Looking up toward the boys, Kenny could see them twenty feet from the sidewalk in the middle of the street.  It was then that Sammy took several direct hits to the chest.  Falling forward onto his knees, he continued firing his Uzzi until he hit the ground hard, face first.  There he lay dying thirty feet from Kenneth in the middle of Figueroa Street.  He heard him shout to Vincente, “Adios amigos, I’ll see you in Hell.”  Kenny was stunned.  Within seconds, it was over.  Sammy, his friend of thirty-three years was gone.  Evening the score for Sammy, Vincente and Robert had killed all but three.  They were now caught up in the killing frenzy.  The boys reloaded their weapons with magazines pulled from their vest pockets as they continued forward.  The two boys began moving out beyond the middle of the street.  

Staying close to his father, Kenny watched helplessly as another eight or ten pistoleros rushed over the low walls of Pershing Square, forming a V formation and moving forward toward Vincente and Robert.  Beginning to cross the street in unison, the pistoleros fired their automatic weapons as they moved forward.  The assassins were there for Michael Aragón, he was the hard target.  Killing Kenneth Aragón would be frosting on the cake.  And nothing would stop the pistoleros from hitting their target.  It was kill or be killed.  Each pistolero understood they couldn’t go home unless Michael Aragón was left dead on the streets of Los Angéles.  Even if the pistoleros died, but failed to kill Aragón, their families would suffer for their failure.  In the end, Aragón had to die.  

Now at Kenny’s side, Anna had bravely rushed from the safety of the Biltmore onto the sidewalk to sit next to Michael and cradle his head on her lap.  As she held him, her evening gown became covered with Michael’s bright red blood.  Gently stroking his hair, she whispered encouragement into his ear.  Her husband was badly wounded and holding onto life as best he could.  And she was trying her best to give him the will to live.  Dazed and in a state of shock, Kenny was lost.  Without a weapon, he couldn’t help his friends.  Unable to leave his father’s side for the first time in his life, Kenneth felt defeated.  His supreme confidence was now a thing of the past.  Sitting there next to his mother, Kenneth had given up as he watched the life drain from his father’s body.  He was helpless as all hell broke loose and Vincente and Robert began moving forward to engage more oncoming pistoleros.  The boys were lost in the killing frenzy.  

It was then that the tide began turning against the boys.  Robert took two rounds to the right leg.  Spinning around, he fell to the ground.  As he did, he was wounded in the chest.  Trying to stand, he tumbled forward firing rounds into the pavement as he did.  Time seemed to stand still as Kenneth watched Vincente calmly kneel down on one knee beside Robert.  As Vincente stroked his dying friend’s hair, Robert stared up at his friend and smiled.  “Kill them.  Kill the bastards,” he said as he drew his final breath and joined Sammy in the blackness of death.  Vincente was now the only thing that stood between the pistoleros and the Aragóns.  Kenny heard Vincente shout the word, “bastards,” making an almost animal-like, guttural sound.  Picking up Robert’s weapon, Vincente began firing both Uzzis into the dark figures moving toward him.  As he calmly walked forward into a hale of bullets, he felt himself invincible.  For a few moments it seemed as if the bullets couldn’t touch him.  Moving quickly and efficiently, he took out pistolero after pistolero.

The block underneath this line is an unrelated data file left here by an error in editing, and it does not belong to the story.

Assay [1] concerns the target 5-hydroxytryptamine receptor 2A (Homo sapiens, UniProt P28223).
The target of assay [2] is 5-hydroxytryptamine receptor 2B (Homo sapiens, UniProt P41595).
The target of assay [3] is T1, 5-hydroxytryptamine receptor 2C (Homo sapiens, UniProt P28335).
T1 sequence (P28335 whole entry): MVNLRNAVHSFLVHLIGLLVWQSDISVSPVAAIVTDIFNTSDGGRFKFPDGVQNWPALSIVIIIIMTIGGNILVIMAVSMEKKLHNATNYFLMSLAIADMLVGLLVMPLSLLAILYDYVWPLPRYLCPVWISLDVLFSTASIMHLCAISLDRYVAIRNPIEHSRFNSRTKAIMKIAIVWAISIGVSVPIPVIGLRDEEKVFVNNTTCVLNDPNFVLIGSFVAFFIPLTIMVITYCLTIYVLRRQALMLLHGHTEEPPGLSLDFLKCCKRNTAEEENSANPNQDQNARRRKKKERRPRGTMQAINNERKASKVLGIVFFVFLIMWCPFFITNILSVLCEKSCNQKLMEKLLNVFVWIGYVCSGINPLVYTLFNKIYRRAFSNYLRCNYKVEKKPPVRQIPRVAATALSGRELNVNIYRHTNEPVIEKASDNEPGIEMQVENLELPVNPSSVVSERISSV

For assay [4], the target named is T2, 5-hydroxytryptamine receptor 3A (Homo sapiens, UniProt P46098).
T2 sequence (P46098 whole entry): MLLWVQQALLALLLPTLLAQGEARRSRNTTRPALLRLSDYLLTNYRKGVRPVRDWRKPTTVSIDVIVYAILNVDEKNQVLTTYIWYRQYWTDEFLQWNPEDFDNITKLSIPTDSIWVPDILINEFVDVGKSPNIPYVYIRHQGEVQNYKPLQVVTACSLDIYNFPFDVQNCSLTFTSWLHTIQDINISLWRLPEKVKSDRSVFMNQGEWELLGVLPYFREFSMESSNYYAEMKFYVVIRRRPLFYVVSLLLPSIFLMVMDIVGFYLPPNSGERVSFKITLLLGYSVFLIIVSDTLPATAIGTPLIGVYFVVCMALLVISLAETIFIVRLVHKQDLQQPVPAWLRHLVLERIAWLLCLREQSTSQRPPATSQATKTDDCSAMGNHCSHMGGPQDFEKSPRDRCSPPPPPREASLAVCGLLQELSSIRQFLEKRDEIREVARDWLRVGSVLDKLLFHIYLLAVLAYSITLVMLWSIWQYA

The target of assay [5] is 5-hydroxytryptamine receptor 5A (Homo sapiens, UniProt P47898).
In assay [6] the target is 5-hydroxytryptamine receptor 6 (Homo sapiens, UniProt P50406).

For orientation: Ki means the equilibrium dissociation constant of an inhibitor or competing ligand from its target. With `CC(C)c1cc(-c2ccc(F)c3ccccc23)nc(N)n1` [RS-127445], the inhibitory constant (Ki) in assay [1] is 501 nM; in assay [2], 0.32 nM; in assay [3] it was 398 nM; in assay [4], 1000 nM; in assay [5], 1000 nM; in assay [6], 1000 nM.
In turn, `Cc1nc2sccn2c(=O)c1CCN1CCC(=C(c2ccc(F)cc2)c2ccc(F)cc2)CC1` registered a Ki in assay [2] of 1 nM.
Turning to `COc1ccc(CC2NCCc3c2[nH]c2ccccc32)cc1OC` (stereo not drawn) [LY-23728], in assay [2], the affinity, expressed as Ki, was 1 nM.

Within seconds, Vincente had taken out most of the enemy.  Then suddenly, closing from another angle on Figueroa Street, three pistoleros rushed him.  Firing at close range, Vincente took several rounds in the upper chest and shoulder.  Dropping to his knees, he looked around as if in a world all his own.  His green eyes meeting Kenny’s, Vincente watched, powerless to help any longer.  The world went silent for a moment.  Then Vincente looked toward heaven and shouted out for Maria and fell forward onto his face, his head rolling onto his right cheek.  As his body settled, Vincente's eyes were wide open and devoid of emotion.  They seemed to stare past Kenny, looking off into eternity.  He died facing the family he protected.

As sweat and tears filled his eyes, a shaken Kenneth looked up to see a man come out of the shadows, pick up a weapon and engage the last of the pistoleros.  But he couldn't make out the man’s face.  Kenneth could see only that the man was dressed in a tuxedo.  As the figure moved forward, firing the weapon, the remaining pistoleros broke off the attack.  They ran back toward the low walls of Pershing Square and into the parking structure.